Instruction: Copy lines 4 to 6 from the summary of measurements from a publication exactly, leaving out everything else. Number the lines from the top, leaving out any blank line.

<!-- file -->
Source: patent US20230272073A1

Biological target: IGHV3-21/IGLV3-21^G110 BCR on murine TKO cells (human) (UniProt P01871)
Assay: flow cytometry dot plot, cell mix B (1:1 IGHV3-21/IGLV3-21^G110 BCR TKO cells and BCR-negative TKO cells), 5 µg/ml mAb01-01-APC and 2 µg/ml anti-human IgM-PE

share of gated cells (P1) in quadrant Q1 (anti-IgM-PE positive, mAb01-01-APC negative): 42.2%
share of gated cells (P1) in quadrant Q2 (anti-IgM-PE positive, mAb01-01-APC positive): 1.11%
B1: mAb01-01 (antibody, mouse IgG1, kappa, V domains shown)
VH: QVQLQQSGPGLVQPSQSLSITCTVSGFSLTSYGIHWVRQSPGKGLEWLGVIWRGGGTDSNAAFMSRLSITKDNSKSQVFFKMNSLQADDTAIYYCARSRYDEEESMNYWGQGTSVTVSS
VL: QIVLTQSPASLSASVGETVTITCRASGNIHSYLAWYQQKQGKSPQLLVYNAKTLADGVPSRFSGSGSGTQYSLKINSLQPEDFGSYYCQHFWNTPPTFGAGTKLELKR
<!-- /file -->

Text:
share of gated cells (P1) in quadrant Q1 (anti-IgM-PE positive, mAb01-01-APC negative): 42.2%
share of gated cells (P1) in quadrant Q2 (anti-IgM-PE positive, mAb01-01-APC positive): 1.11%
B1: mAb01-01 (antibody, mouse IgG1, kappa, V domains shown)